Want the infrared film look, without specialized camera kit? Here's how

Ryutaro Tsukata
(Image credit: Ryutaro Tsukata)

Infrared light is present all around us, but is invisible to the human eye. Capturing infrared images requires specialized camera equipment that only records the red wavelengths. 

This creates distinctive-looking images; green or yellow objects are transformed into red tones, while blue and cyan subjects appear darker. If you don’t have an infrared-converted camera or infrared film, here’s how to simulate this style using Affinity Photo 2.

Affinity Photo 2 save 50% now $34.99 (£33.99/AU$59.99)

Affinity Photo 2 save 50% now $34.99 (£33.99/AU$59.99)
A powerful image editing program that works on PC or Mac, where the price buys you the latest version of the software outright – so there are no monthly fees! Affinity is always a great value buy, but this price makes it an absolute steal.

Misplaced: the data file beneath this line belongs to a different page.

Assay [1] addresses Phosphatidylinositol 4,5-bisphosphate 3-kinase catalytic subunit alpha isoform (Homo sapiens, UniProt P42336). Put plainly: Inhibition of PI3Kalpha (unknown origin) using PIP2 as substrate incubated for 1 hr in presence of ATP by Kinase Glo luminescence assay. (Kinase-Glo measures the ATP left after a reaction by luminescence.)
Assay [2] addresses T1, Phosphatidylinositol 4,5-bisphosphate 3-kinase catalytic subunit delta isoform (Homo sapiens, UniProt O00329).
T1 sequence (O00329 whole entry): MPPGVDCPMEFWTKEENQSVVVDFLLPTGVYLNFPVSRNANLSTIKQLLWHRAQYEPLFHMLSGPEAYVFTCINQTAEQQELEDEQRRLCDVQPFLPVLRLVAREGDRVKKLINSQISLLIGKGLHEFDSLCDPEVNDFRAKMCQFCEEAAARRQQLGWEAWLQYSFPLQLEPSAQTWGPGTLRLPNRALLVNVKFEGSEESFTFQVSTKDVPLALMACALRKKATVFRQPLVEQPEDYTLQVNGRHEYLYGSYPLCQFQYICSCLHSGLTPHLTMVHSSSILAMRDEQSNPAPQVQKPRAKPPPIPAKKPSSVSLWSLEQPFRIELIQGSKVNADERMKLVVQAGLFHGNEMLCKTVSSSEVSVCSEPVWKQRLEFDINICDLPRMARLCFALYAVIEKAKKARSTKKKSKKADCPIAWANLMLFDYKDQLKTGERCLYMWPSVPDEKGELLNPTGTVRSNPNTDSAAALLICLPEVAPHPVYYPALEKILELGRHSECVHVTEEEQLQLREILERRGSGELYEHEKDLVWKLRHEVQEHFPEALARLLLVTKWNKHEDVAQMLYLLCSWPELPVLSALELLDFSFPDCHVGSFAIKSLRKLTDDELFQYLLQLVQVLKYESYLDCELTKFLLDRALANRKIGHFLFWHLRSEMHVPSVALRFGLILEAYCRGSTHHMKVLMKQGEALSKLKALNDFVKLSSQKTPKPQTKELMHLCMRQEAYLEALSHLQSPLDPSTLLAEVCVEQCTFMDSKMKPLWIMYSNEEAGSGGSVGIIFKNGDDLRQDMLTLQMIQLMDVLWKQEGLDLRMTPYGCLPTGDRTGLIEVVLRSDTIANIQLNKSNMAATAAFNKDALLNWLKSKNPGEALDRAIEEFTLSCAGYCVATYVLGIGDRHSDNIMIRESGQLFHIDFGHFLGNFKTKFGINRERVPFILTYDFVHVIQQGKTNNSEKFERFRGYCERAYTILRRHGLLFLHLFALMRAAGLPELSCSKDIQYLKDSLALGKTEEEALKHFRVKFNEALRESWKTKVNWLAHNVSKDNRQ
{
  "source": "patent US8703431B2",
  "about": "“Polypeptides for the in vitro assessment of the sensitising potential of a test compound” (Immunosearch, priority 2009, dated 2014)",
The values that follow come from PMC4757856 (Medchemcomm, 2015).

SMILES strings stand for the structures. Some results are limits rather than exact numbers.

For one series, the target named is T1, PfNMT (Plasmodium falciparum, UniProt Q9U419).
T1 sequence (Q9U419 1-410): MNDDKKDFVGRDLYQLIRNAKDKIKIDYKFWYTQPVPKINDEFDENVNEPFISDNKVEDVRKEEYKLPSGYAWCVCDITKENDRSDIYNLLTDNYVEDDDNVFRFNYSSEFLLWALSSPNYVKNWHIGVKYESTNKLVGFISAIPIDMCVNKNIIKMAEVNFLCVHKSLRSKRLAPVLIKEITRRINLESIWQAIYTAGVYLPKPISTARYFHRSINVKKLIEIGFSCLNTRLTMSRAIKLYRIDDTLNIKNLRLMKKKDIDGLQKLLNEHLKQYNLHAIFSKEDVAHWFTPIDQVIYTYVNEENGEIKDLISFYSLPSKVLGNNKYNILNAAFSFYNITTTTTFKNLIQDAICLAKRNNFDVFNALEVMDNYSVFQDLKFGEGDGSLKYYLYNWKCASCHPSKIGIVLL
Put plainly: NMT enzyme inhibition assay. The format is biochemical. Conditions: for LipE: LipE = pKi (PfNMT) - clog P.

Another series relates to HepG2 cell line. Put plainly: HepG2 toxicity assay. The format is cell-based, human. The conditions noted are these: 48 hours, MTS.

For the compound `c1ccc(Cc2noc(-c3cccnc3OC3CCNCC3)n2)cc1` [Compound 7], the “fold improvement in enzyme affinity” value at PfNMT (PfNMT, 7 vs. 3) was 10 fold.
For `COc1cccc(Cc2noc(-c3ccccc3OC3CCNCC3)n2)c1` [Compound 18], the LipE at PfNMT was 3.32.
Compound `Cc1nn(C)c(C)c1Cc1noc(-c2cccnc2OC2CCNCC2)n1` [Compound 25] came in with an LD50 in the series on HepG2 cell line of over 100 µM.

This article originally appeared in Digital Photographer, a monthly magazine, and the kitbag essential for pros, enthusiasts, and amateurs alike!

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Kim Bunermann
Technique Editor

Kim is the Technique Editor of Digital Photographer Magazine. She specializes in architecture, still life and product photography and has a Master's degree in Photography and Media with a distinction from the FH Bielefeld University of Applied Sciences in Germany. While studying, Kim came to the UK for an exchange term at the London College of Communication. She settled in the UK and began her career path by joining Future. Kim focuses on tutorials and creative techniques, and particularly enjoys interviewing inspiring photographers who concentrate on a range of fascinating subjects including women in photography, the climate crisis; the planet, its precious creatures and the environment.